Table 1

    Clinical features of six patients diagnosed with Beckwith-Wiedemann syndrome after ICSI and IVF therapy

    Key points

    • Beckwith-Wiedemann syndrome (BWS) is a model imprinting disorder resulting from mutations or epimutations affecting imprinted genes on chromosome 11p15.5.

    • Recently a possible association of Angelman syndrome, another human imprinting disorder, and intracytoplasmic sperm injection (ICSI) has been described.

    • To determine if there might be an association between ICSI and BWS births, we reviewed the incidence of assisted reproduction technology (ART) births in a cohort of 149 sporadic BWS births.

    • Six of 149 (4%) BWS children were born after ART (three after ICSI and three after in vitro fertilisation (IVF)) compared to ∼1.2% in the general population (p=0.009).

    • These observations support an association between ART and human imprinting disorders.

    • As both IVF and ICSI procedures were associated with BWS, loss of maternal allelic methylation at differentially methylated regions within imprinted gene clusters associated with in vitro embryo culture may be an important factor in the pathogenesis of ART associated imprinting disorders.

    Of the six BWS cases, three occurred after ICSI treatment and three after IVF. Molecular genetic studies for uniparental disomy were performed in four cases and were negative in each case. Two cases were assessed for KvDMR1 methylation status and both cases showed loss of methylation on the maternal allele. One of the IVF associated cases (case 6) occurred in a discordant pair of monozygotic twins, which is of interest in the light of the report of Weksberg et al,10 who showed an association between monozygotic twinning in BWS and KvDMR1 loss of methylation. The KvDMR1 methylation status of case 6 is not known (DNA was not available), but it is interesting to note that Weksberg et al10 speculated that KvDMR1 is vulnerable to demethylation at a critical stage of preimplantation development and that this loss of imprinting predisposes to twinning and discordance for BWS.


    We have described an apparent increased frequency in children born with the aid of assisted reproductive technology (ART) in patients with the BWS imprinting disorder. Furthermore, as a detailed reproductive history had not been specifically requested, we may have overlooked additional cases. Our findings are compatible with those of Cox et al,11 who reported an apparently increased risk of Angelman syndrome after ICSI. We note that in both the ART associated BWS cases in which a molecular alteration was identified, we detected loss of maternal allele methylation at KvDMR1. This is consistent with the loss of maternal allele methylation at SNRPN in ART associated Angelman syndrome cases. However, whereas such imprinting defects are uncommon in Angelman syndrome, KvDMR1 loss of methylation is the most common molecular abnormality in sporadic BWS (∼40–50% of cases).7–9 We are not aware of any other surveys of the incidence of ART among a series of BWS cases, but we note that in two reports of children born after ART the frequency of BWS was 1 in 73 and 1 in 91 children, respectively.15,16 As the (minimal) incidence of BWS has been estimated recently at 0.13 per 10 000 liveborn infants,17 these findings would further support our hypothesis of a causal link between ART and disordered genomic imprinting.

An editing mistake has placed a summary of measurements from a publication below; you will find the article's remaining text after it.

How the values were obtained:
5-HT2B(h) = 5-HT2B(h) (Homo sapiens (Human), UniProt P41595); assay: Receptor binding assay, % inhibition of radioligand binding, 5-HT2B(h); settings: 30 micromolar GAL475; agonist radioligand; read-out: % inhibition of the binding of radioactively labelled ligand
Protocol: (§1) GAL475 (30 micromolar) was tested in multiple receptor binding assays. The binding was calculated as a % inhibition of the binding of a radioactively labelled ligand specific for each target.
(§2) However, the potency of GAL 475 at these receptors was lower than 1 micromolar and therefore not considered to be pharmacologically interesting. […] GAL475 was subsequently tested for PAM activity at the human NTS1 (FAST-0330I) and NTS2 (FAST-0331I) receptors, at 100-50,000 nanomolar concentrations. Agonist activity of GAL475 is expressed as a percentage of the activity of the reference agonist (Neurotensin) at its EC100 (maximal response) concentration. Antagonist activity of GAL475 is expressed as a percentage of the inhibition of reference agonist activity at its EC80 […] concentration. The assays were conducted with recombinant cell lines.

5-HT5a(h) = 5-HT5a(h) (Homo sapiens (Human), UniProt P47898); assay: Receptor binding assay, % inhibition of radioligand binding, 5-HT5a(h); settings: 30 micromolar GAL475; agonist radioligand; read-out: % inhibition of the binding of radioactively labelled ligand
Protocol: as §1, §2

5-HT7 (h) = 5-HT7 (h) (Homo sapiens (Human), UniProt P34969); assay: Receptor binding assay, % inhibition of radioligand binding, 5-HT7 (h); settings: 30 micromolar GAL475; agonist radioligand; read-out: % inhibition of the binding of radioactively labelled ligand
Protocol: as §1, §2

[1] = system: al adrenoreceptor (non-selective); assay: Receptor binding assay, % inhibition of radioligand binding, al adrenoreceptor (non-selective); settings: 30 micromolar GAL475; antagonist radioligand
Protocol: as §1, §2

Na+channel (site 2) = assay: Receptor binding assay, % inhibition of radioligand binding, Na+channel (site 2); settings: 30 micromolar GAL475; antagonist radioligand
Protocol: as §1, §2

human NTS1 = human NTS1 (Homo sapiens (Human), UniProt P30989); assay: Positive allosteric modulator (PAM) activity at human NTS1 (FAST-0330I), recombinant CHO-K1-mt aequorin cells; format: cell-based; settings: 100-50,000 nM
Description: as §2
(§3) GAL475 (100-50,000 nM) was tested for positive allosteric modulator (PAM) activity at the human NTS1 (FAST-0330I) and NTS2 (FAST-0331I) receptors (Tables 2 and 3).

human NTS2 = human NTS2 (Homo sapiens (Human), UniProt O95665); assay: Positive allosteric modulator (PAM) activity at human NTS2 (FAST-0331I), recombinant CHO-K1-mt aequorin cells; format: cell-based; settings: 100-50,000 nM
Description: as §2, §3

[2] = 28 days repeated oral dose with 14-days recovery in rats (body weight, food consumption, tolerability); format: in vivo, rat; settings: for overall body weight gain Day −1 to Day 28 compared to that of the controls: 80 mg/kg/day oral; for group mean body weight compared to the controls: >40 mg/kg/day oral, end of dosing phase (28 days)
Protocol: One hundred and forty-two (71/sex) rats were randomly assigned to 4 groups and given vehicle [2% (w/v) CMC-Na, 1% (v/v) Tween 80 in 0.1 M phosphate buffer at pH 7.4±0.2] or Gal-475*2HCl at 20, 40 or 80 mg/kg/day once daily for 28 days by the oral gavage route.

Although Cox et al11 linked Angelman syndrome with ICSI, in our series the association of ART with BWS was not limited to ICSI. The occurrence of BWS after in vitro fertilisation without ICSI suggests that a common feature of the ICSI and IVF procedures might predispose to abnormal imprinting. We note that in animals in vitro culture of embryos and ES cells can affect DNA methylation and imprinting18–20 and in vitro culture of sheep pre-embryos may be associated with fetal overgrowth and hypomethylation of a differentially methylated region of the maternal Igf2r allele.21 This raises the possibility that in vitro embryonal cell culture per se might predispose to maternal allele demethylation and imprinting errors. Further studies are required to determine the precise relationship between human imprinting disorders and ART, but with the trends towards increasing use of ICSI and for extending in vitro culture times in ART,22 it will be increasingly important to address these questions in large scale studies of children born after ART.


    We thank SPARKS for financial support to WC and EM and Cancer Research UK to WR.